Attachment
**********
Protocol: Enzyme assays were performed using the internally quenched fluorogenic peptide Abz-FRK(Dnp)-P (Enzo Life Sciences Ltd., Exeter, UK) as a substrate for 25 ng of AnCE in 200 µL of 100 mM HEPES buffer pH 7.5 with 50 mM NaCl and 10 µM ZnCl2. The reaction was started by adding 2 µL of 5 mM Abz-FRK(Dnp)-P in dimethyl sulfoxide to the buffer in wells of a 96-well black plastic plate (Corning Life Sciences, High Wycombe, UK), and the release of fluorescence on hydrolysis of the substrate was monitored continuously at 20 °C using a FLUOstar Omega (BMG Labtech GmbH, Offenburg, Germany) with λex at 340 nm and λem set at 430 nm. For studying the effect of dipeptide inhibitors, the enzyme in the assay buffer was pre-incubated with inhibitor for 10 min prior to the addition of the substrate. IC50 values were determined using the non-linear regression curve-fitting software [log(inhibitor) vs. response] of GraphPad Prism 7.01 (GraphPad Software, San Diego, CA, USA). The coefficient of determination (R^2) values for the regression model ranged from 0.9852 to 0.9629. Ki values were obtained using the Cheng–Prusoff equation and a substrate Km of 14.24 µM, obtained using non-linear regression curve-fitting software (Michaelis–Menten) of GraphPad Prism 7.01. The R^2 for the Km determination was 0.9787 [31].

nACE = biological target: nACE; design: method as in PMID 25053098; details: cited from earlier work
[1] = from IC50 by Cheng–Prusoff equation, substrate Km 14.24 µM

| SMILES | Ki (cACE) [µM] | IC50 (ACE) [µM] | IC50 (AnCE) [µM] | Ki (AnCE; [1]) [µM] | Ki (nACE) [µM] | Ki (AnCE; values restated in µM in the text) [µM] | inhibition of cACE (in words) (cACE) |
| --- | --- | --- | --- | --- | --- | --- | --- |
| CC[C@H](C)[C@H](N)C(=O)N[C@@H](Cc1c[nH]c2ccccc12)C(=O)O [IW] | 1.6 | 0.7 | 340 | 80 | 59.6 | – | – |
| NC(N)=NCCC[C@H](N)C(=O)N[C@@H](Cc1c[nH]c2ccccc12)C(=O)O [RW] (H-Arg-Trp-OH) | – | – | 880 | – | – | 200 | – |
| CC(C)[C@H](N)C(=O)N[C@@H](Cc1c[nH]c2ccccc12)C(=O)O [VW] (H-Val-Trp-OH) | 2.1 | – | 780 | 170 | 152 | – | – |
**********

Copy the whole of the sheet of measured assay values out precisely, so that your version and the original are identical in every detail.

Protocol: Enzyme assays were performed using the internally quenched fluorogenic peptide Abz-FRK(Dnp)-P (Enzo Life Sciences Ltd., Exeter, UK) as a substrate for 25 ng of AnCE in 200 µL of 100 mM HEPES buffer pH 7.5 with 50 mM NaCl and 10 µM ZnCl2. The reaction was started by adding 2 µL of 5 mM Abz-FRK(Dnp)-P in dimethyl sulfoxide to the buffer in wells of a 96-well black plastic plate (Corning Life Sciences, High Wycombe, UK), and the release of fluorescence on hydrolysis of the substrate was monitored continuously at 20 °C using a FLUOstar Omega (BMG Labtech GmbH, Offenburg, Germany) with λex at 340 nm and λem set at 430 nm. For studying the effect of dipeptide inhibitors, the enzyme in the assay buffer was pre-incubated with inhibitor for 10 min prior to the addition of the substrate. IC50 values were determined using the non-linear regression curve-fitting software [log(inhibitor) vs. response] of GraphPad Prism 7.01 (GraphPad Software, San Diego, CA, USA). The coefficient of determination (R^2) values for the regression model ranged from 0.9852 to 0.9629. Ki values were obtained using the Cheng–Prusoff equation and a substrate Km of 14.24 µM, obtained using non-linear regression curve-fitting software (Michaelis–Menten) of GraphPad Prism 7.01. The R^2 for the Km determination was 0.9787 [31].

nACE = biological target: nACE; design: method as in PMID 25053098; details: cited from earlier work
[1] = from IC50 by Cheng–Prusoff equation, substrate Km 14.24 µM

| SMILES | Ki (cACE) [µM] | IC50 (ACE) [µM] | IC50 (AnCE) [µM] | Ki (AnCE; [1]) [µM] | Ki (nACE) [µM] | Ki (AnCE; values restated in µM in the text) [µM] | inhibition of cACE (in words) (cACE) |
| --- | --- | --- | --- | --- | --- | --- | --- |
| CC[C@H](C)[C@H](N)C(=O)N[C@@H](Cc1c[nH]c2ccccc12)C(=O)O [IW] | 1.6 | 0.7 | 340 | 80 | 59.6 | – | – |
| NC(N)=NCCC[C@H](N)C(=O)N[C@@H](Cc1c[nH]c2ccccc12)C(=O)O [RW] (H-Arg-Trp-OH) | – | – | 880 | – | – | 200 | – |
| CC(C)[C@H](N)C(=O)N[C@@H](Cc1c[nH]c2ccccc12)C(=O)O [VW] (H-Val-Trp-OH) | 2.1 | – | 780 | 170 | 152 | – | – |